The Prime Minister was clearly nervous and downright nervous and was pacing up and down his study on Downing Street when the cell phone in his suit pocket began to vibrate.
"It's Frosty," he yelled at the handful of officers who had gathered in his office.
On Christmas Eve it was 2.15 p.m. and it was the turn of the newly ennobled David Frost, the EU's chief negotiator in Great Britain.
More than 25 hours had passed since a historic trade deal with Ursula von der Leyen, President of the European Commission, was "in principle" concluded. And then the wait went on … and on … and on …
The dream of a deal before Christmas quickly went back and no deal was still a possibility.
But now a big grin spread over Boris & # 39; face. Whatever Frost said, the Prime Minister liked it. "Do the deal, Frosty," he said quietly.
Barely able to suppress his euphoria, he ordered von der Leyen, who was flanked by Frost and Michel Barnier, the EU's chief negotiator, to set up a zoom call in the cabinet room.
Who ordered anchovies? On Wednesday, pizzas will arrive at the Berlaymont building in Brussels as the conversation drifts through the evening
In London there were some of the people who had worked around the clock, except for Boris' Chief of Staff Sir Eddie Lister, his chief private secretary Martin Reynolds and James Slack, communications manager.
When the EC President confirmed that the deal had been signed, there was applause in the cabinet room.
"It was an extremely emotional moment," said a source close to the UK negotiating team.
Boris returned to his office to add the finishing touches to his press conference, which he presented in a herringbone shirt and carefully selected tie with a delicate fish motif.
On his desk, next to the 1,500 pages of the contract text, was a strategically placed can of pale ale made by the longest established brewery in north-east England – Camerons.
The nightly pizzas (pictured) that helped seal Brussels on Christmas Eve
"It was a clear reference to the Red Wall seats, which Boris won in the elections by promising to end Brexit," said a senior Tory.
But some wags suggested that it was in fact an excavation by former Prime Minister David Cameron that made an in / out referendum a reality.
Whatever the truth, a year after the landslide in Mr Johnson's general election, this trade deal – the blueprint for trade between Britain and the EU after the break of ties since joining the common market in 1973 – was real a milestone in the last four years of the Brexit drama.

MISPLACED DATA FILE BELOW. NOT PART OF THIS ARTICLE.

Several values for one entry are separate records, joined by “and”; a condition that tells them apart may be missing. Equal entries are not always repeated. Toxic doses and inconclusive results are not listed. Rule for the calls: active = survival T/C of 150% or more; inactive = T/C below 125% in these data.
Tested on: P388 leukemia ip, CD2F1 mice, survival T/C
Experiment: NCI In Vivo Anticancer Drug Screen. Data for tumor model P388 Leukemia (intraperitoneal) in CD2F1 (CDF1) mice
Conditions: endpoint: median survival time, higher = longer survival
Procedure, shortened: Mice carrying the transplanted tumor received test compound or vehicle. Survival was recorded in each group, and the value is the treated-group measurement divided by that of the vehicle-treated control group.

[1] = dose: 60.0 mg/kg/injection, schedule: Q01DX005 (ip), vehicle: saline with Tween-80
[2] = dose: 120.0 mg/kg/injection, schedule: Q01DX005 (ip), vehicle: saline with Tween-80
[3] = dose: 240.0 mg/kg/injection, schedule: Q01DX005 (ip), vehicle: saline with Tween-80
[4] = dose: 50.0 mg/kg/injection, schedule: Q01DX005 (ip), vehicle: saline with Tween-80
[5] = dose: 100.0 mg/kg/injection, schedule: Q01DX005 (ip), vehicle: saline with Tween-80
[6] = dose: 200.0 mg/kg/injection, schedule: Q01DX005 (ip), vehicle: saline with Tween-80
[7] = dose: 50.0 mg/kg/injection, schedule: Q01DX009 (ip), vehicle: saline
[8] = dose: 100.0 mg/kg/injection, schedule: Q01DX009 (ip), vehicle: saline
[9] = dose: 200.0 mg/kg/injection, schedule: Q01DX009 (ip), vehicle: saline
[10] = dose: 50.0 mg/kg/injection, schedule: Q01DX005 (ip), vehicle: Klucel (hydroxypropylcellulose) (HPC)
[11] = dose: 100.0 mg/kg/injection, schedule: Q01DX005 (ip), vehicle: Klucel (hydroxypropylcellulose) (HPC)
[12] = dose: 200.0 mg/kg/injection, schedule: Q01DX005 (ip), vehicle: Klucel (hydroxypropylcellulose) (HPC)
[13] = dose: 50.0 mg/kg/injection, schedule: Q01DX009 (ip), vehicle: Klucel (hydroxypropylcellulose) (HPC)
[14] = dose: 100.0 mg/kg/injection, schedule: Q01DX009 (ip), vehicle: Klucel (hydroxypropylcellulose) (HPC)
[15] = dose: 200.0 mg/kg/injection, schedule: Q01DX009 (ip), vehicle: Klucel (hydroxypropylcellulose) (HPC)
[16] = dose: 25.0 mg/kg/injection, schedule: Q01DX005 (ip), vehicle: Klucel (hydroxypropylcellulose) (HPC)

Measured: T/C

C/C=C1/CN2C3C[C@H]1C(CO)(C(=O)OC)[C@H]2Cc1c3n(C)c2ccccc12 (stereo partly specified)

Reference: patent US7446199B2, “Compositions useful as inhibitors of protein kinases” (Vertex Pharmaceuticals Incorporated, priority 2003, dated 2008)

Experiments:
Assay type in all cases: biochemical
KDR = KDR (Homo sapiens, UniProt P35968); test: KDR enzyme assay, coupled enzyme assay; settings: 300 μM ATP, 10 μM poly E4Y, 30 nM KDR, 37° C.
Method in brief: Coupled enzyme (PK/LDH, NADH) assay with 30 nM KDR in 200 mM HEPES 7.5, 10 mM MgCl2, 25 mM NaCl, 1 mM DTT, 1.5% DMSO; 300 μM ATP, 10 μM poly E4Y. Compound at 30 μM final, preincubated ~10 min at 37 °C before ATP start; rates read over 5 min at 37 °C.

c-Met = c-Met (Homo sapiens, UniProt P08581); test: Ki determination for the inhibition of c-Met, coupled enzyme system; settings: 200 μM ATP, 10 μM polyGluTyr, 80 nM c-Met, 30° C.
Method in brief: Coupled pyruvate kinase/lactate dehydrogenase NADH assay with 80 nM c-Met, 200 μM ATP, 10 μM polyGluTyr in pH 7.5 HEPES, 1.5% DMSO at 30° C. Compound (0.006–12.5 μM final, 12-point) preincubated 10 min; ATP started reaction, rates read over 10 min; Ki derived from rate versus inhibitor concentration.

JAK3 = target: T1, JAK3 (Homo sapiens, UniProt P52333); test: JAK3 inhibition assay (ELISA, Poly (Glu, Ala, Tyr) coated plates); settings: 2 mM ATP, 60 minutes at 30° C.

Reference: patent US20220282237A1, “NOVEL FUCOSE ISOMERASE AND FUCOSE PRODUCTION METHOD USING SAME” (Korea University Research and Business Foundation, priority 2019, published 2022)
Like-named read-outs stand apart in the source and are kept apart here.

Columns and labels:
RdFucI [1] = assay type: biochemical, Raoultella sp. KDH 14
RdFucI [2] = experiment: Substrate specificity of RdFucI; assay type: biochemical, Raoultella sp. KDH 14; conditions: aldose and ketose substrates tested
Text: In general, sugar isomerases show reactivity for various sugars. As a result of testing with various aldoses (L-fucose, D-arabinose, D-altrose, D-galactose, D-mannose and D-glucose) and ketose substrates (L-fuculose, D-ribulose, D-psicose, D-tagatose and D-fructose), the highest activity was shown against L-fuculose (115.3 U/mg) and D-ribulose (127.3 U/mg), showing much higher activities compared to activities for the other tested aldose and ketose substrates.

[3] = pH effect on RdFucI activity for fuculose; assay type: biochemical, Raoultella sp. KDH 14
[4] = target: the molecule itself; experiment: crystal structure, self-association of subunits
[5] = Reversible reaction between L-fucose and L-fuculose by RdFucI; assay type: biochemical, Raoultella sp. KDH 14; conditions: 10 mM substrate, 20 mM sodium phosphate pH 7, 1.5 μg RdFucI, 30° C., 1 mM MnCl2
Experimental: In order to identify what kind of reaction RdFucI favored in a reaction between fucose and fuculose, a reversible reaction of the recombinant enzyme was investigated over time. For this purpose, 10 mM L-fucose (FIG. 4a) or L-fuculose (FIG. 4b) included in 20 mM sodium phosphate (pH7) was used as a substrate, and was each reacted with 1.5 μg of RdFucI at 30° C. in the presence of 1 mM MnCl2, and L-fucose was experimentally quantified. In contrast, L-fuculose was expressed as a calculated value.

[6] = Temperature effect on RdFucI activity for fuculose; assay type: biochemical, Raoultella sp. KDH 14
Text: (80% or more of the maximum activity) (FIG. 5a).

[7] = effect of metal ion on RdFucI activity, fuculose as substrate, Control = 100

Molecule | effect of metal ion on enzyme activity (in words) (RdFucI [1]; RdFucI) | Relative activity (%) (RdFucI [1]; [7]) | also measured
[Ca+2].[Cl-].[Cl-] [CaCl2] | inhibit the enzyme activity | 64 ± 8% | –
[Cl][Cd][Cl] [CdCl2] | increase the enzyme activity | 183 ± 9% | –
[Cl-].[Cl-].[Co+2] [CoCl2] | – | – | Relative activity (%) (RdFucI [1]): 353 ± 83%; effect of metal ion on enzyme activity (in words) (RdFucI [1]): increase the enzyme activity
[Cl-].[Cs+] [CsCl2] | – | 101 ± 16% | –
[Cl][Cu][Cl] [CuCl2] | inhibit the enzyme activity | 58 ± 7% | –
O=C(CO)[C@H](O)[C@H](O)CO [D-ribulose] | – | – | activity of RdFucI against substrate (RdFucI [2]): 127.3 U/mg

Failure to agree terms could have led the UK and the EU to a bitter stalemate, with disastrous economic consequences for both.
While much of the talks revolved around state aid issues and disputes over resolution mechanisms, the politically charged but economically marginal problem of fish nearly sank them. The fishery and shellfish trade is a tiny 0.1 percent of UK GDP, but it has become an issue of totemic concern in coastal towns and villages on both sides of the Canal.
Much of the loan rightly goes to Lord Frost, 55 – Boris calls him "The Great Frost" – and his team.
Unlike his predecessor, Olly Robbins, Frost, a passionate Europhilist and favorite of then Prime Minister Theresa May, who passionately believed Brexit was a mistake, was a leaver through and through. As a former professional diplomat, while working in Brussels in the early 1990s, he became a stubborn Eurosceptic, appalled by the excesses of the Eurocracy. He resigned from the Foreign Office in 2013, but was courted by Boris – as a former Brussels correspondent, Boris Frost knew from earlier – when he became Foreign Minister in 2016.
During the final panel discussion, Frost, an Oxford scholar of Medieval French whose team wore Union Flag branded lanyards, was named & # 39; Frosty & # 39; more than fair.
Win on pints: beer
It not only described his negotiating style, but was also a fitting metaphor for his mood towards EU colleagues in the last few days of the talks.
Early on he developed a "four-box grid" to describe the negotiating styles: teenager, tank, mouse, and leader. Frost said the EU leaned toward the first two while Britain was Theresa May's mouse.
According to a team member, "he reminded us that we had to be the leader in the room … we were told to be polite but tough".
There was certainly no love lost between Frost and Barnier.
Frost's habit of referring to the EU as "your organization" irritated the irritated Barnier, who snapped back: "You ask for respect for your sovereignty. Please respect ours." A UK source said: "Barnier hasn't." accepts that we are resilient, he complained that we are aggressive.